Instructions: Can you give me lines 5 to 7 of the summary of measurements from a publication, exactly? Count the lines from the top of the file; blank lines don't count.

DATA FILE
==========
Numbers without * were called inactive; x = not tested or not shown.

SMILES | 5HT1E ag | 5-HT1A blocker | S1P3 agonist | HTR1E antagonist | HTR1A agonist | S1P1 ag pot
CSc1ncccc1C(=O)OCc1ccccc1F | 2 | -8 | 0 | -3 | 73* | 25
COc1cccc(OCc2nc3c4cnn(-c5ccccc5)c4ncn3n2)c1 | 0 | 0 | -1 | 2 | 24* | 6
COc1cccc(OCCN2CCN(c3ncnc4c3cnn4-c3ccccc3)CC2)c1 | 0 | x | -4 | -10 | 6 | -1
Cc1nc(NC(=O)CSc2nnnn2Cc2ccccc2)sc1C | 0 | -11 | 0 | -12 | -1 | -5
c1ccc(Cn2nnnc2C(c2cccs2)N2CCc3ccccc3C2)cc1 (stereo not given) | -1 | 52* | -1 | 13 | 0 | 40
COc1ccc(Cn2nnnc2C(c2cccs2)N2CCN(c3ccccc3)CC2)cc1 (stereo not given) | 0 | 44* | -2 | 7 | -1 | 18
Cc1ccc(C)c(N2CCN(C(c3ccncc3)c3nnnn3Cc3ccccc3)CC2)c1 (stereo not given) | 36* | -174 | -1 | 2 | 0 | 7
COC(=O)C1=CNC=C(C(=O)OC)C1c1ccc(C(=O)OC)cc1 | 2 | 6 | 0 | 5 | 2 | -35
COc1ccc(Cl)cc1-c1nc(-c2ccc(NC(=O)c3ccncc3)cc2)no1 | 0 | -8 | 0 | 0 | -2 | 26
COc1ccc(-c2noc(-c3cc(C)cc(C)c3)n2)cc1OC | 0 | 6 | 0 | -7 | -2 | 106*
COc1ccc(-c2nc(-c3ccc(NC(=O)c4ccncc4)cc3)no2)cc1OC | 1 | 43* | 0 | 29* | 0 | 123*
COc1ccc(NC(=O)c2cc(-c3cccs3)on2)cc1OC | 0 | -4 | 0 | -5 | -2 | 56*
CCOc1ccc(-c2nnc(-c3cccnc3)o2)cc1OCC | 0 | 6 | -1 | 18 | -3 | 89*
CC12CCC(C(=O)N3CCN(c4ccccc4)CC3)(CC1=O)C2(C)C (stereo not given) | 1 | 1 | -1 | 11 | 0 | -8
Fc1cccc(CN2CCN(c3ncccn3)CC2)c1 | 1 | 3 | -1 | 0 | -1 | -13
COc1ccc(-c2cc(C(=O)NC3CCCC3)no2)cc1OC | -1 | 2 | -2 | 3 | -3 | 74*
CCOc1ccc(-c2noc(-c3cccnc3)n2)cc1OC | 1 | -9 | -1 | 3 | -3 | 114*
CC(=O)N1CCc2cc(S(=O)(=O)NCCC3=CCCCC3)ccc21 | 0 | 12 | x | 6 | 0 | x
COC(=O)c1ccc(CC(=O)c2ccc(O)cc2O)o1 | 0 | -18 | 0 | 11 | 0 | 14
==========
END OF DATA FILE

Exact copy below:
COc1cccc(OCCN2CCN(c3ncnc4c3cnn4-c3ccccc3)CC2)c1 | 0 | x | -4 | -10 | 6 | -1
Cc1nc(NC(=O)CSc2nnnn2Cc2ccccc2)sc1C | 0 | -11 | 0 | -12 | -1 | -5
c1ccc(Cn2nnnc2C(c2cccs2)N2CCc3ccccc3C2)cc1 (stereo not given) | -1 | 52* | -1 | 13 | 0 | 40